The work of Robert Sax will echo in the halls of Coral Shores High School.
For 15 years, Sax has been employed at the Upper Keys high school, serving one year as an algebra teacher and the rest running the music program.
When he first applied for the music director's position in 1999, he wasn't offered the job because the school wanted to focus on developing a marching band, an area where the jazz pianist had less of a background.
But a year later, the school offered him the gig.
"I didn't apply for it again," Sax said. "I didn't know if I wanted it."
His acceptance, however, has benefited the school, which has collected a number of state honors under Sax's tenure.
Sax leaves Coral Shores this week to travel to Oregon, where he will finish graduate studies in conducting. From there, he may make a brief pit stop in the Florida Keys, but it's off to Beijing, China, where he will spend two years instructing a music program at a public high school of about 5,000 students.
"It was getting time to do it," Sax said. "If I was going to go, it had to be now."
The band director said his request for a two-year extension on his employment at Coral Shores was denied by Superintendent of Schools Mark Porter, who offered a one-year extension instead. So Sax decided to roll the dice and head overseas.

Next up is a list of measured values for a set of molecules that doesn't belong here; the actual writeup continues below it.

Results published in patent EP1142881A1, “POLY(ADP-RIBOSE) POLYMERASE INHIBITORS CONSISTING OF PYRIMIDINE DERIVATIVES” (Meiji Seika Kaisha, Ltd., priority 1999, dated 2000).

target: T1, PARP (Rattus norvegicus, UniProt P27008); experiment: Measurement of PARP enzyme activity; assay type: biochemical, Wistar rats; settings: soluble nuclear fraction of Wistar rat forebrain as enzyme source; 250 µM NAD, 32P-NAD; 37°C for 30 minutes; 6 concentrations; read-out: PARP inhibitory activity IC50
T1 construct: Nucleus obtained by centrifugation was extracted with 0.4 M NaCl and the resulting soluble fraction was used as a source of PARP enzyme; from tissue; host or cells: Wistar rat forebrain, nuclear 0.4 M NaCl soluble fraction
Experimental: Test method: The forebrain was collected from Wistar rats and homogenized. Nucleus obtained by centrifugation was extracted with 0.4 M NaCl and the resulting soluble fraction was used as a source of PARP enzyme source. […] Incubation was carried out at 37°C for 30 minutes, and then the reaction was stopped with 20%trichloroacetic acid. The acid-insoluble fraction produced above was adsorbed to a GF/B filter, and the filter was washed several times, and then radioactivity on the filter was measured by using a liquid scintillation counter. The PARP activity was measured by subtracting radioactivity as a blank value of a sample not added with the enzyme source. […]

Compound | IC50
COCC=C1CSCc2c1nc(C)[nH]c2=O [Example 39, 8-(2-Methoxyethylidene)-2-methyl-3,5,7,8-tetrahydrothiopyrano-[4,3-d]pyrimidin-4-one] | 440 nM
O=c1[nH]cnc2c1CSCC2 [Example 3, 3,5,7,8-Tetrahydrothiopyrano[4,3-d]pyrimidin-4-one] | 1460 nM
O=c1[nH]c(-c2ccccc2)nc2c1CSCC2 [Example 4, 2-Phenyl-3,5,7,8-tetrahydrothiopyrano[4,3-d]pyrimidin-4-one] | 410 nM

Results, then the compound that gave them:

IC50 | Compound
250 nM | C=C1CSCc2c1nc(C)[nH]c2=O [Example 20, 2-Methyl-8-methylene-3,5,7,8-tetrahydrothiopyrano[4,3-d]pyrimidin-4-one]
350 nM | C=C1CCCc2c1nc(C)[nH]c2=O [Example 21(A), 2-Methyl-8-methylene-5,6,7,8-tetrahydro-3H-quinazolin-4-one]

Sax says many of his students have moved on to pursue careers in music, a process he has enjoyed watching.
Ryan Raines, 19, an upcoming sophomore at Florida State University, described Sax as an easy-going, common-sense educator.
"I don't know where I'd be without him," said the ex-drumline captain who aspires to be a music producer. "I want to produce music at the highest level."
Last week in his office, Sax was surrounded by stacks of paper. Moving out has taken weeks of effort, he said. Marching band students gathered one or two at a time to ask questions and make requests.
"Can I get the key to the uniform room?" one asked.
"Where do we put the bass drums?" another questioned.
"Can you sign this?" said a third who pushed a piece of paper in front of Sax.
Even during his final days, it was business as usual for the band director who described his job as "organized chaos."
The students, however, weren't treating the situation as if it were the last they would see of the band director.
Neither was Sax.
"I hope to come back," he said. "This is home and hopefully I'll be back."